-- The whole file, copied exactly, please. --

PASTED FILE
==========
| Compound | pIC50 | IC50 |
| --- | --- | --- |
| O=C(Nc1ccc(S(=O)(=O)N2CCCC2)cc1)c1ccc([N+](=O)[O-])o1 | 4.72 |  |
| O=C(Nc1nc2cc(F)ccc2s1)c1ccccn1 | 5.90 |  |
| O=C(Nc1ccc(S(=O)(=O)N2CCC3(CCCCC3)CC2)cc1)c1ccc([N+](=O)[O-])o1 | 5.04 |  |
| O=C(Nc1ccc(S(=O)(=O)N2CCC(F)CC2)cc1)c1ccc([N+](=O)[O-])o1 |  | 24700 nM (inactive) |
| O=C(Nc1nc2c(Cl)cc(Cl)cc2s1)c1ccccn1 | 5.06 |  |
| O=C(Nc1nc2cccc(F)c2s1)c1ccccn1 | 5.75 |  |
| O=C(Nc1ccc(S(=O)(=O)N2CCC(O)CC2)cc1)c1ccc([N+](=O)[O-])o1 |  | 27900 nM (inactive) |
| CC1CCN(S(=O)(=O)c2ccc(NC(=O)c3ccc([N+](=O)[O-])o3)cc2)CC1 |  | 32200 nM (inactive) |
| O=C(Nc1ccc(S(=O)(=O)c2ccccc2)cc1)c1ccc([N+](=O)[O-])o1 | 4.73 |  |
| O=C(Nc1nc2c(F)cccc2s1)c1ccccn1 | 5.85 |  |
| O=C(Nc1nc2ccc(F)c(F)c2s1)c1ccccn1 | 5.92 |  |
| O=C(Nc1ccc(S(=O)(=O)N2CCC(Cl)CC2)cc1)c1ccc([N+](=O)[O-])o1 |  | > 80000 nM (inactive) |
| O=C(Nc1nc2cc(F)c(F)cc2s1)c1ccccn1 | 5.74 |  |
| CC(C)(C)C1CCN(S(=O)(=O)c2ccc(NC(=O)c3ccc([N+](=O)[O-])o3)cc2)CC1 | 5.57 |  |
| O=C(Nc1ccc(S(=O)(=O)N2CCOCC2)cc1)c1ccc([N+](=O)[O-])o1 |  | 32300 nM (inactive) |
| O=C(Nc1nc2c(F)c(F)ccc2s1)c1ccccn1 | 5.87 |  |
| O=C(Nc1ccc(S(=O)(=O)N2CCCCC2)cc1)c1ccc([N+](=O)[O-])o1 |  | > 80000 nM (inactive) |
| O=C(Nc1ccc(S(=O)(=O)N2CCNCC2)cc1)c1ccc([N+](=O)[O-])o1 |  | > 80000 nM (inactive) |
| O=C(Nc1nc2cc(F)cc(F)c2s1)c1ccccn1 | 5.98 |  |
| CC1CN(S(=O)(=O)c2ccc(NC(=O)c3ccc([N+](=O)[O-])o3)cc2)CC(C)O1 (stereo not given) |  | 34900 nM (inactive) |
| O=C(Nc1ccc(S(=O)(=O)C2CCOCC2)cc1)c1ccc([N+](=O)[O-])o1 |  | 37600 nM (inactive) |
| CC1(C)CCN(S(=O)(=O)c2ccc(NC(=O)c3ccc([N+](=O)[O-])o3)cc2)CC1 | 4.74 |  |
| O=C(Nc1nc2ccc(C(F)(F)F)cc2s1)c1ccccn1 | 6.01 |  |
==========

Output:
| Compound | pIC50 | IC50 |
| --- | --- | --- |
| O=C(Nc1ccc(S(=O)(=O)N2CCCC2)cc1)c1ccc([N+](=O)[O-])o1 | 4.72 |  |
| O=C(Nc1nc2cc(F)ccc2s1)c1ccccn1 | 5.90 |  |
| O=C(Nc1ccc(S(=O)(=O)N2CCC3(CCCCC3)CC2)cc1)c1ccc([N+](=O)[O-])o1 | 5.04 |  |
| O=C(Nc1ccc(S(=O)(=O)N2CCC(F)CC2)cc1)c1ccc([N+](=O)[O-])o1 |  | 24700 nM (inactive) |
| O=C(Nc1nc2c(Cl)cc(Cl)cc2s1)c1ccccn1 | 5.06 |  |
| O=C(Nc1nc2cccc(F)c2s1)c1ccccn1 | 5.75 |  |
| O=C(Nc1ccc(S(=O)(=O)N2CCC(O)CC2)cc1)c1ccc([N+](=O)[O-])o1 |  | 27900 nM (inactive) |
| CC1CCN(S(=O)(=O)c2ccc(NC(=O)c3ccc([N+](=O)[O-])o3)cc2)CC1 |  | 32200 nM (inactive) |
| O=C(Nc1ccc(S(=O)(=O)c2ccccc2)cc1)c1ccc([N+](=O)[O-])o1 | 4.73 |  |
| O=C(Nc1nc2c(F)cccc2s1)c1ccccn1 | 5.85 |  |
| O=C(Nc1nc2ccc(F)c(F)c2s1)c1ccccn1 | 5.92 |  |
| O=C(Nc1ccc(S(=O)(=O)N2CCC(Cl)CC2)cc1)c1ccc([N+](=O)[O-])o1 |  | > 80000 nM (inactive) |
| O=C(Nc1nc2cc(F)c(F)cc2s1)c1ccccn1 | 5.74 |  |
| CC(C)(C)C1CCN(S(=O)(=O)c2ccc(NC(=O)c3ccc([N+](=O)[O-])o3)cc2)CC1 | 5.57 |  |
| O=C(Nc1ccc(S(=O)(=O)N2CCOCC2)cc1)c1ccc([N+](=O)[O-])o1 |  | 32300 nM (inactive) |
| O=C(Nc1nc2c(F)c(F)ccc2s1)c1ccccn1 | 5.87 |  |
| O=C(Nc1ccc(S(=O)(=O)N2CCCCC2)cc1)c1ccc([N+](=O)[O-])o1 |  | > 80000 nM (inactive) |
| O=C(Nc1ccc(S(=O)(=O)N2CCNCC2)cc1)c1ccc([N+](=O)[O-])o1 |  | > 80000 nM (inactive) |
| O=C(Nc1nc2cc(F)cc(F)c2s1)c1ccccn1 | 5.98 |  |
| CC1CN(S(=O)(=O)c2ccc(NC(=O)c3ccc([N+](=O)[O-])o3)cc2)CC(C)O1 (stereo not given) |  | 34900 nM (inactive) |
| O=C(Nc1ccc(S(=O)(=O)C2CCOCC2)cc1)c1ccc([N+](=O)[O-])o1 |  | 37600 nM (inactive) |
| CC1(C)CCN(S(=O)(=O)c2ccc(NC(=O)c3ccc([N+](=O)[O-])o3)cc2)CC1 | 4.74 |  |
| O=C(Nc1nc2ccc(C(F)(F)F)cc2s1)c1ccccn1 | 6.01 |  |